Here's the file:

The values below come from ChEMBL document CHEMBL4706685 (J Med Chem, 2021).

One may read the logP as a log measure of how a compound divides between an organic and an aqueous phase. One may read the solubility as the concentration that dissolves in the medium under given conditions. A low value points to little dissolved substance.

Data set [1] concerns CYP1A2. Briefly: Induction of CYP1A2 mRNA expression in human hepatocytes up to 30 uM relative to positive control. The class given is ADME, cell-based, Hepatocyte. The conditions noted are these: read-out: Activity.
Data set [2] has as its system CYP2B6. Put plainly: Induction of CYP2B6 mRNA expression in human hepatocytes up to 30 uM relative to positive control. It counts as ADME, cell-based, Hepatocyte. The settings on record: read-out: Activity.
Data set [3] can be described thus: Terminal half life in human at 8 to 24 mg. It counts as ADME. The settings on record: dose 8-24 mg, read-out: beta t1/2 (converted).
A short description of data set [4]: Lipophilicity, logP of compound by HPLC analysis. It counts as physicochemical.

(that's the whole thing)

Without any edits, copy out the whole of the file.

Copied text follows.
The values below come from ChEMBL document CHEMBL4706685 (J Med Chem, 2021).

One may read the logP as a log measure of how a compound divides between an organic and an aqueous phase. One may read the solubility as the concentration that dissolves in the medium under given conditions. A low value points to little dissolved substance.

Data set [1] concerns CYP1A2. Briefly: Induction of CYP1A2 mRNA expression in human hepatocytes up to 30 uM relative to positive control. The class given is ADME, cell-based, Hepatocyte. The conditions noted are these: read-out: Activity.
Data set [2] has as its system CYP2B6. Put plainly: Induction of CYP2B6 mRNA expression in human hepatocytes up to 30 uM relative to positive control. It counts as ADME, cell-based, Hepatocyte. The settings on record: read-out: Activity.
Data set [3] can be described thus: Terminal half life in human at 8 to 24 mg. It counts as ADME. The settings on record: dose 8-24 mg, read-out: beta t1/2 (converted).
A short description of data set [4]: Lipophilicity, logP of compound by HPLC analysis. It counts as physicochemical.